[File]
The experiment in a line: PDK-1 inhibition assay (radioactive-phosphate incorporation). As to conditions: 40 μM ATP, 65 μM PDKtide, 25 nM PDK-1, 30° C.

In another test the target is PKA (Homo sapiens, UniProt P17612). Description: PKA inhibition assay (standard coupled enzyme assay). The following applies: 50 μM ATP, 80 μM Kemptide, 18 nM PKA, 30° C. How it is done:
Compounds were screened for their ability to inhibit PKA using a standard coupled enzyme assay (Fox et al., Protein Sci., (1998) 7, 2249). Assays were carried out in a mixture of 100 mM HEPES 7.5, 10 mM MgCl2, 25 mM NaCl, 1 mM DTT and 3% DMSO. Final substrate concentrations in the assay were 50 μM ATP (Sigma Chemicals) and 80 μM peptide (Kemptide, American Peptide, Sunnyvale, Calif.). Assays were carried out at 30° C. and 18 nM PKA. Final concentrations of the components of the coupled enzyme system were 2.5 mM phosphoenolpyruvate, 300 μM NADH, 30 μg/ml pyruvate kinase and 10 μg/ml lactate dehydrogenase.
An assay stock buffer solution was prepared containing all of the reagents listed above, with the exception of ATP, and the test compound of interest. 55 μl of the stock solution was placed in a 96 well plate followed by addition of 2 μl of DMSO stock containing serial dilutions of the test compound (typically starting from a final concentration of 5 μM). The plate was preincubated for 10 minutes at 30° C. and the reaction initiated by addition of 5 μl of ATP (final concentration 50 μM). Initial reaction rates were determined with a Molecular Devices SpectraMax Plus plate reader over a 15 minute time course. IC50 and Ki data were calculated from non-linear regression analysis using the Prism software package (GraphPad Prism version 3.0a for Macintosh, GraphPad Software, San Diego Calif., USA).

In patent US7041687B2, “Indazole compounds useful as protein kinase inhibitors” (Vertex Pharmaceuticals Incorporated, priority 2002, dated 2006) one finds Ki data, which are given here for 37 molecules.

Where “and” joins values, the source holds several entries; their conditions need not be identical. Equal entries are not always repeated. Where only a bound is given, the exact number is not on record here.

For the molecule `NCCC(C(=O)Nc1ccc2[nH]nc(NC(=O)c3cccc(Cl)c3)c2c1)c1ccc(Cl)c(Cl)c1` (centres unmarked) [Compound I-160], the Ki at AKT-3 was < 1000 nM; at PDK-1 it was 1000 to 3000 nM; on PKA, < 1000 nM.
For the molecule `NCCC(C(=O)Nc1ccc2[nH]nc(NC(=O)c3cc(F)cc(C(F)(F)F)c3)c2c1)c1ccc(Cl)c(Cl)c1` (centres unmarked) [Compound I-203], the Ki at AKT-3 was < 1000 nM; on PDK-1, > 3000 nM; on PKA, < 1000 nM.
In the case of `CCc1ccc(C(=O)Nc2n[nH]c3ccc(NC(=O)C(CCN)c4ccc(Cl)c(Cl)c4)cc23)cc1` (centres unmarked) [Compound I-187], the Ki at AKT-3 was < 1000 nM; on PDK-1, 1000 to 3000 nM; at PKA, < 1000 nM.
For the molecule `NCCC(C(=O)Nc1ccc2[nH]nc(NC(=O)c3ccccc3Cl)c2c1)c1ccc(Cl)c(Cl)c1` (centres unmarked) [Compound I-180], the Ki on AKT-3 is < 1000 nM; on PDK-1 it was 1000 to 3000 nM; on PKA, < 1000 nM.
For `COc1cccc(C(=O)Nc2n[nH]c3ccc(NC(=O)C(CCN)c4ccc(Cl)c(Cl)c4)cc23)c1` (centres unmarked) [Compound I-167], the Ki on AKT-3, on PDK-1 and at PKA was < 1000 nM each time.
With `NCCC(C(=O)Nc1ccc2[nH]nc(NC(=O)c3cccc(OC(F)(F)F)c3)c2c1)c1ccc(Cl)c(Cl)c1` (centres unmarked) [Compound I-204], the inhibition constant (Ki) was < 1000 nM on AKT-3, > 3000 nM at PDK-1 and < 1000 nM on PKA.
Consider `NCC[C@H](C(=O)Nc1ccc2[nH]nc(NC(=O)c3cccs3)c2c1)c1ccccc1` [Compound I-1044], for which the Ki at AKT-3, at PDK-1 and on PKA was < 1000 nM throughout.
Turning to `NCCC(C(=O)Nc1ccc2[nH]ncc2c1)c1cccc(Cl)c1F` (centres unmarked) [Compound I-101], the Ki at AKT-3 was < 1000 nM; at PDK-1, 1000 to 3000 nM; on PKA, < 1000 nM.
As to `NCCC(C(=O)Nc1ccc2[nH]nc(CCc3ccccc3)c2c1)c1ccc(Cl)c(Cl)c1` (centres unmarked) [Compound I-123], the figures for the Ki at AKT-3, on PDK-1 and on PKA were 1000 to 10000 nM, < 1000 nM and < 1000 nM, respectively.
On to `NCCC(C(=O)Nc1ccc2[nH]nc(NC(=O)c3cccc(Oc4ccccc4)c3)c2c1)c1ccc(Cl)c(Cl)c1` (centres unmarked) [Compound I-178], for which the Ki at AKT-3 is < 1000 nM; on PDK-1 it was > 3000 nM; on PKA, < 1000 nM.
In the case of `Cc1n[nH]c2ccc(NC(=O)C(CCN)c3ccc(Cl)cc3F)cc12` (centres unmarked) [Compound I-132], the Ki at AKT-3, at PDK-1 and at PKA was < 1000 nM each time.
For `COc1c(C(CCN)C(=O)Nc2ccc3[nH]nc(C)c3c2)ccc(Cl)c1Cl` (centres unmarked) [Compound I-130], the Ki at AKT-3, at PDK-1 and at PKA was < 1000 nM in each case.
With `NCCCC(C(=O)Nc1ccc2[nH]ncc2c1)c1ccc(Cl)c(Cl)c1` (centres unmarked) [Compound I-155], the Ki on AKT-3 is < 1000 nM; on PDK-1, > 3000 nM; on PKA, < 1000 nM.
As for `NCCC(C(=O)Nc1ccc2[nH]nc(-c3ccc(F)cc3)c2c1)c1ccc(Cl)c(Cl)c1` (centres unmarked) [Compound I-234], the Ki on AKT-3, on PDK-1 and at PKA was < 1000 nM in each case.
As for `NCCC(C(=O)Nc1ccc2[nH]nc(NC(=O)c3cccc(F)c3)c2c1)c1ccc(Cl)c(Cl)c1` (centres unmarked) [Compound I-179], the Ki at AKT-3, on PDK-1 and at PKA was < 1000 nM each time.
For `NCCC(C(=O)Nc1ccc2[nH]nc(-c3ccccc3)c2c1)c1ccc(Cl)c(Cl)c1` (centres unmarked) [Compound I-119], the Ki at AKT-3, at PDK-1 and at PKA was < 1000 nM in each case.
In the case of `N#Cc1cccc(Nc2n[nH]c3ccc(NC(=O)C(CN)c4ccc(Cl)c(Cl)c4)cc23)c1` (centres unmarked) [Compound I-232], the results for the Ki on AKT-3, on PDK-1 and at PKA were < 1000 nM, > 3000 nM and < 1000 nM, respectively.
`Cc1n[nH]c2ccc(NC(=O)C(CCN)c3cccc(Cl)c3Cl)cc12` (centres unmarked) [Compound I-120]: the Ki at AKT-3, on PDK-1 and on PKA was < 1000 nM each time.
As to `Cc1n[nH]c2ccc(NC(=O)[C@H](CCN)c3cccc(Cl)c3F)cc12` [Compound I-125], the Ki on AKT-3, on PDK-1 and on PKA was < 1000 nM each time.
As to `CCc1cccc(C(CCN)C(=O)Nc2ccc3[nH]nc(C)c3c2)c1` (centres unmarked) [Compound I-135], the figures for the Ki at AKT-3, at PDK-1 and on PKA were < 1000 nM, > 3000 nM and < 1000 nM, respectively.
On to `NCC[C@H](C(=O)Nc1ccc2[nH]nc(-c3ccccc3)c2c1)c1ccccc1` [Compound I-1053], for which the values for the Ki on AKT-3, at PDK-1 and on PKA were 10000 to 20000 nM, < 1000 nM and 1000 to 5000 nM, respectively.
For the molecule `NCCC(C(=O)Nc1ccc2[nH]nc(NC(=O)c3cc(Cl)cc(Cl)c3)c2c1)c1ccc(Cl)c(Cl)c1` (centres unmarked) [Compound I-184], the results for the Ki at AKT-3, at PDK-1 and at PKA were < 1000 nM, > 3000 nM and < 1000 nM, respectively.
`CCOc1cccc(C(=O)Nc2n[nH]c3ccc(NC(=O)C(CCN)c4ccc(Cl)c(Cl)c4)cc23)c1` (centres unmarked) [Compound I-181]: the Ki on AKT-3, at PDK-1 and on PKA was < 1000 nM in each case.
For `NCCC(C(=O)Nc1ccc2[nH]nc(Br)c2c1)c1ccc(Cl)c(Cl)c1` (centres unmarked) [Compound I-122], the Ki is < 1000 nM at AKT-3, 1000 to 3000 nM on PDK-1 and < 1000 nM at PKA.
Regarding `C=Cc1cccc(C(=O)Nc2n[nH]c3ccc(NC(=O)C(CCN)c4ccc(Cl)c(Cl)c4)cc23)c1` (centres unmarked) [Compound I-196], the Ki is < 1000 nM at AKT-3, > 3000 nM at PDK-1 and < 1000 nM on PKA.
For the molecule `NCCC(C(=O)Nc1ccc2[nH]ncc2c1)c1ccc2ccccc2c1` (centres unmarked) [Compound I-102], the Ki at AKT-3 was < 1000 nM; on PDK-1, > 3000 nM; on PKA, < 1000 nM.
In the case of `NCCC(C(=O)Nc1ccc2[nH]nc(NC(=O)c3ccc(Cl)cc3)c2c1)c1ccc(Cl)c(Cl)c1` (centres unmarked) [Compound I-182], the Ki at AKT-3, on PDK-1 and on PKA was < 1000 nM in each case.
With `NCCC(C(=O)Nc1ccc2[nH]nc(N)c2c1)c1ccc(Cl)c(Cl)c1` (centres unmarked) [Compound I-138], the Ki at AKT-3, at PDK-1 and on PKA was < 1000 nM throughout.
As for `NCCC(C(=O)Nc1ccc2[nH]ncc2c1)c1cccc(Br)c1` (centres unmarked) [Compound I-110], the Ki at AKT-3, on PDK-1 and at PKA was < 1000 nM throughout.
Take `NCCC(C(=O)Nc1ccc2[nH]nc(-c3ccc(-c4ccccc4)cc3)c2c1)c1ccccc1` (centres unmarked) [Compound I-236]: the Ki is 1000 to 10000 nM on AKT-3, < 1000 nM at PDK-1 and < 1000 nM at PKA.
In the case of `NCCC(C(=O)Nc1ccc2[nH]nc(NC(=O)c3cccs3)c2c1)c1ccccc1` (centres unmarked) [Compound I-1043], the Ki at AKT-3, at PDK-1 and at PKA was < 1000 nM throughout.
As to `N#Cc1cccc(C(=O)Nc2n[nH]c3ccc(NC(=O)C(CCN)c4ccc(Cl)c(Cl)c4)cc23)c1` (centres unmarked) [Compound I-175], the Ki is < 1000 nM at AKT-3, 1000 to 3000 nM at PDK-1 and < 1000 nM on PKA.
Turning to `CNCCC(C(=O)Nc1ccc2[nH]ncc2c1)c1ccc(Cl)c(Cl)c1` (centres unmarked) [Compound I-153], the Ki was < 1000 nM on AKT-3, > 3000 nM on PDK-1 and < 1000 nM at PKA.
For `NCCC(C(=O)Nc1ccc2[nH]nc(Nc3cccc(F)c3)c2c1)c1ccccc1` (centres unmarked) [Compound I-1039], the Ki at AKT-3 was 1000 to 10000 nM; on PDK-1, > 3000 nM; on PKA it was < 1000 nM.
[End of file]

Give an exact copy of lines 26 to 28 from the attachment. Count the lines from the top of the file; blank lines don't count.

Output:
As to `CCc1cccc(C(CCN)C(=O)Nc2ccc3[nH]nc(C)c3c2)c1` (centres unmarked) [Compound I-135], the figures for the Ki at AKT-3, at PDK-1 and on PKA were < 1000 nM, > 3000 nM and < 1000 nM, respectively.
On to `NCC[C@H](C(=O)Nc1ccc2[nH]nc(-c3ccccc3)c2c1)c1ccccc1` [Compound I-1053], for which the values for the Ki on AKT-3, at PDK-1 and on PKA were 10000 to 20000 nM, < 1000 nM and 1000 to 5000 nM, respectively.
For the molecule `NCCC(C(=O)Nc1ccc2[nH]nc(NC(=O)c3cc(Cl)cc(Cl)c3)c2c1)c1ccc(Cl)c(Cl)c1` (centres unmarked) [Compound I-184], the results for the Ki at AKT-3, at PDK-1 and at PKA were < 1000 nM, > 3000 nM and < 1000 nM, respectively.